Within no time, curiosity gets the better of them and the male jumps up onto the spare tire that’s mounted on the back door of the car. At first he’s just peering over the roof at us, nibbling at bits of canvas and generally just being a goofball, a highly entertaining one at that. This game goes on for almost an hour, and at one point I have to grab his tail to stop him from jumping into the car. As suddenly as it all started, the games stop. Mom is up and heading out. She makes bird-like chirps calling them and they know school is in session. Many a time, one may wait for hours to see a hunt opportunity develop but, on this day it was different, once again. The cheetah had not gone more than fifty yards. They were still stretching, probably pretty resigned to an expectation of many miles of walking before being able to lick blood off each other’s lips. We had just maneuvered the cruiser for a better view when a stray tommy with fawn, that had in some bizarre twist of fate not seen them, came running towards the cheetah.
There was an initial moment of confusion, possibly of disbelief, of rubbing the eyes to be sure they were actually seeing right. But, the second the cheetah zeroed in on the tommy they hit the after-burner taking off in a blur of magic. Tails switching, bodies folded then stretched to full length, cutting and weaving with strides of over 30 feet at a time, the tommy fawn stood no chance. Its mother, in a supreme effort of courage and determination, tried every tactic of distraction to draw them away from her new born to little avail. The cheetah tripped the little gazelle and brought it to a controlled stop below her razor sharp claws without so much as a scratch to the tiny creature. She looked round at her two slowcoaches bringing up the rear and just before they get to her, she releases the fawn giving it a nudge and off it goes in this unexpected gift of freedom. Its mother, who must have been convinced that her fawn was dead, suddenly leapt back into the fray. She ran over in an attempt to draw the little one away from these thugs. It was a truly valiant attempt of her but by then the cheetah cubs had bypassed their mom and were onto it. The learning curve is steep. They trip the prey, it falls, and then they are surprised it takes off again, so the process is repeated over and over in this lesson on hunting fast food out on the plains. In macabre humor, it is almost funny watching the cubs look back at their mother as though asking “Why does it keep running away, Mom?” when she comes over, puts a stop to it all by biting into the neck of the fawn and, the lesson is over.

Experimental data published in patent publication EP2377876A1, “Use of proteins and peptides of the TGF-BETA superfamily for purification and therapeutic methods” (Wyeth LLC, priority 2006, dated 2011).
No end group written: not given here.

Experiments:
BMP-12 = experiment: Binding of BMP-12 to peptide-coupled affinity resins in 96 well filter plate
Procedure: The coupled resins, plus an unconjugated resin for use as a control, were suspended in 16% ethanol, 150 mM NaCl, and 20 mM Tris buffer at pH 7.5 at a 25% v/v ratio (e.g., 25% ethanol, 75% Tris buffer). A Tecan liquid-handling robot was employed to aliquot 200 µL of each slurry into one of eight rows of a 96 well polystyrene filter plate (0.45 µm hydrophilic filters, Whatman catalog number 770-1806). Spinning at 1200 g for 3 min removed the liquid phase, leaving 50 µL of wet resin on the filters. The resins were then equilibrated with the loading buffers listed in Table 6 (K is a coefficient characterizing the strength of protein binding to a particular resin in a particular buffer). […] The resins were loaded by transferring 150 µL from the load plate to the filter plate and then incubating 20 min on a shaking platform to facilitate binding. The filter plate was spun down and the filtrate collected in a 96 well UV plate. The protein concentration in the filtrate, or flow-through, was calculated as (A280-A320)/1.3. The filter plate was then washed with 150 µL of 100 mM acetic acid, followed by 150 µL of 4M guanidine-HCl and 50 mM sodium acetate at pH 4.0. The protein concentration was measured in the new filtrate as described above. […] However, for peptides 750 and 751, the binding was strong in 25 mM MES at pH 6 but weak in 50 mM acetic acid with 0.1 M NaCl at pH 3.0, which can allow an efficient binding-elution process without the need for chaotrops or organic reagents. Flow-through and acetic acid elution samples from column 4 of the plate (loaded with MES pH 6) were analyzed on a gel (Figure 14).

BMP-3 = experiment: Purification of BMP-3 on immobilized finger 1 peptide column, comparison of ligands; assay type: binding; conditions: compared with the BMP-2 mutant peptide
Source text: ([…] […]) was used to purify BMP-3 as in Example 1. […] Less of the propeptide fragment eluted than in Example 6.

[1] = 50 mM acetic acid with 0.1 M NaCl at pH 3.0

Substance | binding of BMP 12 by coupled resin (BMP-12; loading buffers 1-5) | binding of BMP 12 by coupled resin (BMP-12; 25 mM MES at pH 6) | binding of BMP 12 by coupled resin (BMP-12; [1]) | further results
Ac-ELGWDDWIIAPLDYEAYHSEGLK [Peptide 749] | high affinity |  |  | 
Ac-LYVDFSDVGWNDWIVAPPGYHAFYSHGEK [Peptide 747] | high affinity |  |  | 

When we left the cheetah, they were licking each other’s lips; we were wide eyed, speechless and in awe of the amazing experience we’d just witnessed. Where does one go, what does one do after such an experience? On safari; we drive over to the nearest bush and take a rest stop. Of course, the nearest bush might be two miles away.
So it is with safari. Rain or shine the animals are always out there doing what they do. And as long as we’re in the right place at the right time — and even if we’re not — every day has its magical and memorable moments. Needless to say: you’ve got to be on safari to experience them.